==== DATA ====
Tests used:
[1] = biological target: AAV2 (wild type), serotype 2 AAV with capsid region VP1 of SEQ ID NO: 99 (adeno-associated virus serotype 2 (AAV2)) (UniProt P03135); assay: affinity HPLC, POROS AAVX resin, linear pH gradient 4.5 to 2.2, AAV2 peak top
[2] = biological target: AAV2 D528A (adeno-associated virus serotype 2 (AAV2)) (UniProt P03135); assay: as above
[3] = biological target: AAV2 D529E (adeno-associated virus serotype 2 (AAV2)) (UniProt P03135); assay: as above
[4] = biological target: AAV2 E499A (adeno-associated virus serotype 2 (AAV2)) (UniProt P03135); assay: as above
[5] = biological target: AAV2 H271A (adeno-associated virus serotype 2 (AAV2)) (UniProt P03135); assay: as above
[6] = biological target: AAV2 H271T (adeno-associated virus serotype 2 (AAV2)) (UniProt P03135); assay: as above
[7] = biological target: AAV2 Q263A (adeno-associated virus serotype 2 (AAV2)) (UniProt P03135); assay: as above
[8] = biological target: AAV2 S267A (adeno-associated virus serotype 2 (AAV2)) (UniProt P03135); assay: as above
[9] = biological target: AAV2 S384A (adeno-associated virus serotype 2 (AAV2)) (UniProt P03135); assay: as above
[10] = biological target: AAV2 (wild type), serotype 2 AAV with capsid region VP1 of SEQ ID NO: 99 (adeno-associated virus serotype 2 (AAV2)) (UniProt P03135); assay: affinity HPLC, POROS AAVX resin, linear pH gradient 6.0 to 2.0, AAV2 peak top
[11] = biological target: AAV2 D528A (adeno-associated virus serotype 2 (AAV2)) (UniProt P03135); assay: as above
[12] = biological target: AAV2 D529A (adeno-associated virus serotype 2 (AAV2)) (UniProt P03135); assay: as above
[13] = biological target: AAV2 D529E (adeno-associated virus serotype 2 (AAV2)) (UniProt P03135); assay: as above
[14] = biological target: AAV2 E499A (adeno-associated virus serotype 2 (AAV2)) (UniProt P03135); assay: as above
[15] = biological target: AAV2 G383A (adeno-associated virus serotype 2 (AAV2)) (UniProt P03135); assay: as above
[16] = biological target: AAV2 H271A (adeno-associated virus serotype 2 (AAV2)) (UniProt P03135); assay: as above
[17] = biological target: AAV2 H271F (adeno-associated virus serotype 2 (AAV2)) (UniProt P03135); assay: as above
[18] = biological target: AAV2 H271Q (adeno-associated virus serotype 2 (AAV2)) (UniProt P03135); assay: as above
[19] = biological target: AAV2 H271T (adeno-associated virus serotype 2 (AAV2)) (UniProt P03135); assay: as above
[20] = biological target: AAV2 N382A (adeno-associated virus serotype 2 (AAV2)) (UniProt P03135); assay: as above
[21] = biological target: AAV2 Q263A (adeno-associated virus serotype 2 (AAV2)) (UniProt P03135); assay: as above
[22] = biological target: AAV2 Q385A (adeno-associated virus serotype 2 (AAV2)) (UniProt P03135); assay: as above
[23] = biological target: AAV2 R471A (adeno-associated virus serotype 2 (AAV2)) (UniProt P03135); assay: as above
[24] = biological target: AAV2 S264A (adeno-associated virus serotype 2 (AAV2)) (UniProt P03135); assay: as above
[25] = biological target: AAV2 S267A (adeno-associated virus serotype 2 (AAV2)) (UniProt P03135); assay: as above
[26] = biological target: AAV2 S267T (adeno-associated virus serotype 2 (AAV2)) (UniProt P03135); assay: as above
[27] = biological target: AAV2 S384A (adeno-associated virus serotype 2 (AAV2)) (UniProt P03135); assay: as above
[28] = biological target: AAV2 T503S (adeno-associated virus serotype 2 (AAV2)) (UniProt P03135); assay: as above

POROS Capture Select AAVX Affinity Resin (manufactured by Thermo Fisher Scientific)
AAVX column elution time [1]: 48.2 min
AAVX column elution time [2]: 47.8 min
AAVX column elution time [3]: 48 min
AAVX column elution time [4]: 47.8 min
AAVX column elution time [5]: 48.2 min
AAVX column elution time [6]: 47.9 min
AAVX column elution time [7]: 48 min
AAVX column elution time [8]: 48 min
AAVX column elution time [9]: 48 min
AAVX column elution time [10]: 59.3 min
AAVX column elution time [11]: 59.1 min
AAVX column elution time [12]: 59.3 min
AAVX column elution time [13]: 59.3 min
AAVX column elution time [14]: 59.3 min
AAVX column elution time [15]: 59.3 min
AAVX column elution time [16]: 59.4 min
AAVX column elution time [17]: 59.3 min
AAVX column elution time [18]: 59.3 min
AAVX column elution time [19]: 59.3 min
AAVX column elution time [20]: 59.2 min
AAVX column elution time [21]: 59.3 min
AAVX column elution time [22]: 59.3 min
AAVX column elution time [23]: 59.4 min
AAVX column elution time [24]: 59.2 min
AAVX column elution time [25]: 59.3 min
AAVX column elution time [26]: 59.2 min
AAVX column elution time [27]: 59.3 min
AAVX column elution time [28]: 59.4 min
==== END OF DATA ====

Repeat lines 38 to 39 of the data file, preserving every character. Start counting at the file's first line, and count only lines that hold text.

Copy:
AAVX column elution time [8]: 48 min
AAVX column elution time [9]: 48 min